Moving Pictures

Theater in rural Texas that I photographed during the Texas Independence Relay. March 2010.

Theater in rural Texas that I photographed during the Texas Independence Relay. March 2010.

It might have been the new Spider-Man film, I'm not sure, that a friend told me she and her boyfriend went to see, adding that she only goes to movies that special effects demand seeing on a big screen. And even then, she rarely bothers.

She's more of a film aficionado than me. I used to go to movies all the time. These days, very little can get me to the theater. I feel slightly panicked at the thought of mutely sitting on my rear end watching a flickering screen in the dark for over two hours. (Whatever happened to ninety-minute films?)

My friend and I are not alone. Amy Kaufman reported for the Los Angeles Times in January 2012 that movie attendance has fallen to a sixteen-year low.


My friend posited that it's our modern-day shortened attention span. Others point to today's high-end home theater equipment. Still others say that Hollywood is just making bad movies.

I disagree.

My theory: Lack of interactivity.

The Internet has spoiled us with engagement. Web sites allow us to customize, in some cases, everything we see and everything we buy. We can comment on articles—as you can on this blog. We can have conversations with people all over the world. We can connect with people we know and don't know. YouTube and other sites that stream video allow us to comment and even respond via video. Hulu—which streams television programming—makes it possible for us to comment on shows and to share clips on Facebook.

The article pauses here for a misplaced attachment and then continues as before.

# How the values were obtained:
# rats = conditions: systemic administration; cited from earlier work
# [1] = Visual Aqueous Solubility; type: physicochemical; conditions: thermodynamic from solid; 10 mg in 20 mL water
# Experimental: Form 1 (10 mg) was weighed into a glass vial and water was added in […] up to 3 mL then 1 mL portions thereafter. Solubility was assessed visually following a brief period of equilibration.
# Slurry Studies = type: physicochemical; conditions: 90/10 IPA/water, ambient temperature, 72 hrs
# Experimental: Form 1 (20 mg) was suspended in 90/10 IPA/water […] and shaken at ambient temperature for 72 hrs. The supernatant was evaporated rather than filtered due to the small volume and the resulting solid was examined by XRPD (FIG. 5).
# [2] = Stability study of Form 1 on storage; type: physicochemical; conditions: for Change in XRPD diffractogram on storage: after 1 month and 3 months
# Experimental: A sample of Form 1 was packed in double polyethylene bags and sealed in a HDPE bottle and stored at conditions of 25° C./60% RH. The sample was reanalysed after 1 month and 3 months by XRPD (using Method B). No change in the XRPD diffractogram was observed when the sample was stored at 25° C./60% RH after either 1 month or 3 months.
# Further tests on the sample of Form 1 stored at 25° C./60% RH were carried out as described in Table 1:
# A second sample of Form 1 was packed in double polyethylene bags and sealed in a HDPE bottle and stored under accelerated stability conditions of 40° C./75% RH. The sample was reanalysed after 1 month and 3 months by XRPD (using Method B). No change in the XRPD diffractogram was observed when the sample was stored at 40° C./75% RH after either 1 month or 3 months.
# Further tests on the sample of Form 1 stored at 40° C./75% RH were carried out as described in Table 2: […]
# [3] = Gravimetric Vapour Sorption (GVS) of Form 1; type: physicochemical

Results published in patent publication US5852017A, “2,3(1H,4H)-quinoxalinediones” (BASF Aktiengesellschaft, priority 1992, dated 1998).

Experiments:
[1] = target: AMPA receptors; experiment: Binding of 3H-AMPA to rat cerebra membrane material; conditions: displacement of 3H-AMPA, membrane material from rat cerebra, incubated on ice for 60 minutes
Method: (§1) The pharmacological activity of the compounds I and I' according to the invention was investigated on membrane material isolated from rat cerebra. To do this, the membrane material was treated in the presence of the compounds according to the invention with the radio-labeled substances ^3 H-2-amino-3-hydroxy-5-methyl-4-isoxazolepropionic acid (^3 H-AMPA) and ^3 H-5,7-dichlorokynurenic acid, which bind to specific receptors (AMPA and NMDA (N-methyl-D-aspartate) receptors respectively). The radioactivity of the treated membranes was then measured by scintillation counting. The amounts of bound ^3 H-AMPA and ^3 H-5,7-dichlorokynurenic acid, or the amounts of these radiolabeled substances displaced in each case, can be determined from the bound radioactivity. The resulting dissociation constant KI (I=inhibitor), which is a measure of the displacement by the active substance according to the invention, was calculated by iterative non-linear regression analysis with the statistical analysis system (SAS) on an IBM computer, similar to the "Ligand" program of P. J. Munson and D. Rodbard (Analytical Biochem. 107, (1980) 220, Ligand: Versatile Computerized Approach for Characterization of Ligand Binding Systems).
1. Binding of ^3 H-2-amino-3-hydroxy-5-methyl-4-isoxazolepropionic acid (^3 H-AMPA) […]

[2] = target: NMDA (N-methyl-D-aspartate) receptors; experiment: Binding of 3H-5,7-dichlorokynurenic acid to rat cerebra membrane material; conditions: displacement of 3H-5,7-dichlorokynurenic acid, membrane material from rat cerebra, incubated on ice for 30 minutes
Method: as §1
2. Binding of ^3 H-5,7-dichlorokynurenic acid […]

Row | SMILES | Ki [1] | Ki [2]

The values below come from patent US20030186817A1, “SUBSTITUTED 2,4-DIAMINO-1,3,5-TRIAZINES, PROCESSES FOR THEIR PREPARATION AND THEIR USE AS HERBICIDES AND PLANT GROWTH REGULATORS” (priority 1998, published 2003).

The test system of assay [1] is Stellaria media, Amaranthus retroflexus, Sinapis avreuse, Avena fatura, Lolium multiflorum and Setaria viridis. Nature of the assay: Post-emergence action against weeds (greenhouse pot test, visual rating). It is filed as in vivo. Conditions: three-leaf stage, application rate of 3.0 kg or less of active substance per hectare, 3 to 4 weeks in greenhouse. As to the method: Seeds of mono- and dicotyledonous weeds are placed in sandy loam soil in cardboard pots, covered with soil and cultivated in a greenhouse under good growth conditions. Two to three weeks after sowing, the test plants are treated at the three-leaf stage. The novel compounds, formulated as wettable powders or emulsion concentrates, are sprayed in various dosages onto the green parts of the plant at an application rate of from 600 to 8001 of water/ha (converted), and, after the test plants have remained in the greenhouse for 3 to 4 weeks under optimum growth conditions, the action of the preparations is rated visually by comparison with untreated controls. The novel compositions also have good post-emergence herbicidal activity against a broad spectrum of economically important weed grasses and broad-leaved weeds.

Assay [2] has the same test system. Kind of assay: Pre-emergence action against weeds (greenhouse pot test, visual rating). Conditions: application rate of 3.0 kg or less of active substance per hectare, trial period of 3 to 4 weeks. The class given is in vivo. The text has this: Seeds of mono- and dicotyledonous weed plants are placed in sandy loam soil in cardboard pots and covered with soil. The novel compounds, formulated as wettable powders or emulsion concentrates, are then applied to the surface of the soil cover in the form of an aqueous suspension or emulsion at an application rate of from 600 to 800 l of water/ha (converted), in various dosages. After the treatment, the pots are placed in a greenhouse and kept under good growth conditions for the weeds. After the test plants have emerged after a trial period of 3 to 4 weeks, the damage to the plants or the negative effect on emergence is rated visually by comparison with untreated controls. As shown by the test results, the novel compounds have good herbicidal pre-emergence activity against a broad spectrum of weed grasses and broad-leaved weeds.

Even TV-set television takes steps to be interactive. Television encourages people to tweet about what they're watching as they watch. Sports, news, commentary, awards, and reality shows even feature tweet streams on part of the screen. Others answer questions sent via Twitter and Facebook. President Obama did an entire town hall with questions posed by the public through social media.

Radio shows do the same. PRI BBC's "World Have Your Say" relies on social media to get input from listeners across the globe who may not be able to call into the program. Deejays encourage listeners to comment on interviews and send in song requests via Twitter and Facebook.

Movies? Not interactive. At all.

In cinemas, smart phone activity is banned. No phone calls, certainly, and no texting or tweeting or Facebooking, either. You just sit there, nearly immobile, for over two hours, staring at a screen. We aren't used to that anymore. We want our activities to be, well, interactive. We want to engage, be present in the action. Get involved. (And I rather think that's a good thing.)

That's my theory. What's yours? Why do you think we've stopped going to films?